Blockchain could prevent health crisis by finding, in a faster way, drugs suspected of causing public health problems.
Almost 25 leading pharmaceutical manufacturers, distributors, logistics partners and other representatives of the pharmaceutical world published a report to request to the Food and Drug Administration (FDA) to use blockchain technology to track prescription drugs for patients in the United States.
These representatives of the pharmaceutical sector proposed after completing a pilot program related to the use of this technology in the world of medicine.
Last June 2019, FDA approved the MediLedger Project, which includes a working group of 25 major companies that work within the pharmaceutical supply chain and seek to evaluate the MediLedger network based on blockchain as a vehicle to track medications prescribed in the US.
Among MediLedger members interested in blockchain technology is the multinational pharmaceutical giant Pfizer; the drug wholesaler AmerisourceBerg; the operator of the second-largest pharmacy chain in the United States, Walgreens; the retail multinational Walmart, and the services company FedEx delivery.
The intention is that the US pharmaceutical supply is not left behind in the international competition. For this reason, the group proposes that the United States has a “central point of data exchange” that allows sharing information related to available medicines quickly, and in a fast and safe way.
Another advantage that is sought in blockchain technology is that it prevents business intelligence or sharing confidential information without authorization. In this way, the group seeks to maintain the immutability of the information, thanks to blockchain technology.
Blockchain Could Avoid Health Crisis
According to the group, at an international level, companies try to maintain the data they share precisely with an increasingly wide variety of partners, systems, and technical formats.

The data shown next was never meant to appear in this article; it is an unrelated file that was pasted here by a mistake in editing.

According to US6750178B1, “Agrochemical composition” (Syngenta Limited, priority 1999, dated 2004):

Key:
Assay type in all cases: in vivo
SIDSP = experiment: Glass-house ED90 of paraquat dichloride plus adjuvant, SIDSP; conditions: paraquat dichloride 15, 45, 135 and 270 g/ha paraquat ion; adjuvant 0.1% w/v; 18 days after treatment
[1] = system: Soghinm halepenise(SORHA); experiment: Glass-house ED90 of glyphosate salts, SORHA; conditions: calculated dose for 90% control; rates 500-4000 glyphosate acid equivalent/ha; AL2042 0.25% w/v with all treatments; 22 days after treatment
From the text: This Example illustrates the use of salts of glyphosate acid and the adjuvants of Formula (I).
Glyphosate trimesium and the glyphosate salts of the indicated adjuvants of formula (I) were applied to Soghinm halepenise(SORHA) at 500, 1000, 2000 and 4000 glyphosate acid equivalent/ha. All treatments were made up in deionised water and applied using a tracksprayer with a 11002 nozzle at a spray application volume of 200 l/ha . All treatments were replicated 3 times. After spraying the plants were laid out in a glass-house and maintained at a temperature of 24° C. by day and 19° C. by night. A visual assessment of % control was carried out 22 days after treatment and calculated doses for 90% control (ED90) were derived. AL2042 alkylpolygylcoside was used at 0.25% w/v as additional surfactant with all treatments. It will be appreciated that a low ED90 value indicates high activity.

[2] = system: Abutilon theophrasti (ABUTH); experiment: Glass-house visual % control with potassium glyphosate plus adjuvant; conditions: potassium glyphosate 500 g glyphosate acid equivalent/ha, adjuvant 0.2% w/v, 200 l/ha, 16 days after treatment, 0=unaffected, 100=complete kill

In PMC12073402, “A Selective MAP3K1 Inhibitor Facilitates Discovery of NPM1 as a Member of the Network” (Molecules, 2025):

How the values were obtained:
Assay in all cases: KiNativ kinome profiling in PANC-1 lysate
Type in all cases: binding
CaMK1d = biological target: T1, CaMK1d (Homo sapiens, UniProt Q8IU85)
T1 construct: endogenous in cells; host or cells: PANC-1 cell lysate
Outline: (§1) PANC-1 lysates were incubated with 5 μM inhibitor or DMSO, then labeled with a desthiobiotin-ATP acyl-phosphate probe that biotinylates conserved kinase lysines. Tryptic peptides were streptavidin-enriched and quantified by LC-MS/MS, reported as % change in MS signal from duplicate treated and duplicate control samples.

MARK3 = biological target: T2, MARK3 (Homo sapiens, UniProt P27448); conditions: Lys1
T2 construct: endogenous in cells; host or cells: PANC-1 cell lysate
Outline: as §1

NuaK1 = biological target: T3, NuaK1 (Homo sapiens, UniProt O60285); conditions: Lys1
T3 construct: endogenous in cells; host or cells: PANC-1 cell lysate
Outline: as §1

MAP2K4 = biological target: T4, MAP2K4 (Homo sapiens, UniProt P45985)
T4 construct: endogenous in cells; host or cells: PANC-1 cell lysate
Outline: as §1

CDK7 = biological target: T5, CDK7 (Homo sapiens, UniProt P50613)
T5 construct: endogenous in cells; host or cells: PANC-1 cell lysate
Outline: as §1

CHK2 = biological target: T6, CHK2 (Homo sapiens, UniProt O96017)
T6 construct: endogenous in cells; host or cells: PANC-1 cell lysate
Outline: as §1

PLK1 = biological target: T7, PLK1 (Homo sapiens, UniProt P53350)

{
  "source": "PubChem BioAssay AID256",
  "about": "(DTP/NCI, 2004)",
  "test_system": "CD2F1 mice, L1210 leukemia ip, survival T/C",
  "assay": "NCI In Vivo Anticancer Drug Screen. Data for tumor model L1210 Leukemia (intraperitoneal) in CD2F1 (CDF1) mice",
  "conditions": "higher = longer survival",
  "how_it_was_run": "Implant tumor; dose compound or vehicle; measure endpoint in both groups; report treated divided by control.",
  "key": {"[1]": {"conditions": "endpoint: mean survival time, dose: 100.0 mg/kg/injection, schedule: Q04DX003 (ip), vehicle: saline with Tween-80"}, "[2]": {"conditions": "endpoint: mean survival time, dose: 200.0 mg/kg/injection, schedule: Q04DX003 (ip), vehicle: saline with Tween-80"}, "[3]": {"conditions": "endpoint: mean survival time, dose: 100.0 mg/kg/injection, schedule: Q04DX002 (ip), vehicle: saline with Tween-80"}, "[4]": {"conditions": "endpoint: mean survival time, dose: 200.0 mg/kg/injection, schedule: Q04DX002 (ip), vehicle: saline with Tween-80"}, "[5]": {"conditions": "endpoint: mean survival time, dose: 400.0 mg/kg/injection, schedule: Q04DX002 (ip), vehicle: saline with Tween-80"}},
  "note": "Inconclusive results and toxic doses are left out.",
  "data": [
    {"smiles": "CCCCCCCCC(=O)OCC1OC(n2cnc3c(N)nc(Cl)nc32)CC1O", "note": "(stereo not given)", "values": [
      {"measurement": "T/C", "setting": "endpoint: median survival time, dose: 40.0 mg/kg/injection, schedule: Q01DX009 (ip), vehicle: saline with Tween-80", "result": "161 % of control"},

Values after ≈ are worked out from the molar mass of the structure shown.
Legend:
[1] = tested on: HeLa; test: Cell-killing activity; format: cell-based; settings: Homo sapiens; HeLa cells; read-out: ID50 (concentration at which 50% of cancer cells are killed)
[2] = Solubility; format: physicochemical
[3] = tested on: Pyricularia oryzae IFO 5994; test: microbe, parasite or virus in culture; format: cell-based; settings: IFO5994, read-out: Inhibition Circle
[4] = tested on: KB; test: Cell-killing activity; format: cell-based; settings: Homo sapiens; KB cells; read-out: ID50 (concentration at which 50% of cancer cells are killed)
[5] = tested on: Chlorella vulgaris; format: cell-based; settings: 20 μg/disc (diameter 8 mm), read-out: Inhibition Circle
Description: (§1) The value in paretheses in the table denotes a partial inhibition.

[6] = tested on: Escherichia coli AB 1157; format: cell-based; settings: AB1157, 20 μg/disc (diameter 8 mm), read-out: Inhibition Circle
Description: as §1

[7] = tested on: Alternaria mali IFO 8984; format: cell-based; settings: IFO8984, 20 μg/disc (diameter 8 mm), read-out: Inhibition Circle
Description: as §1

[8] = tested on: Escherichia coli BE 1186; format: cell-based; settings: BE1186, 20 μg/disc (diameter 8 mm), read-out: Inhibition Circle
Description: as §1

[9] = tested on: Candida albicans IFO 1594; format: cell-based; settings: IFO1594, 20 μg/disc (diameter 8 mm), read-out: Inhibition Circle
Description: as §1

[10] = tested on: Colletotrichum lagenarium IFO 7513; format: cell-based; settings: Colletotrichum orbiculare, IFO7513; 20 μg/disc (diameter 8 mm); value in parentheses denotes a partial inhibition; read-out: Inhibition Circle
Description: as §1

The document warns that in the event of a major public health crisis caused by a drug, “it will be difficult for stakeholders and agents to locate and quarantine the suspect product in a timely manner. Due to this, the life of patients could be at risk. It added that “the advances that blockchain technology can bring to avoid these significant risks could be used”.
However, despite all the advantages that blockchain technology could offer to the pharmaceutical industry, the report also notes that Distributed Ledger Technology (DLT) is “a complex solution” that would require a period of stabilization to achieve the expected results.
The report also advances that the long-term success of an interoperable blockchain solution will depend on “strong participation and the adoption of blockchain technology by all industry stakeholders”.
David Vershure, who is Vice president of channel and contract management at Genentech, says that the current infrastructure of the pharmaceutical sector in the United States “lacks the ability to keep data synchronized throughout the healthcare supply chain, which ultimately increases the risk of counterfeit, deviant or illegitimate products”.
Thus, blockchain technology now has the opportunity to do something more for the health sector and show all the benefits it could offer.
By María Rodríguez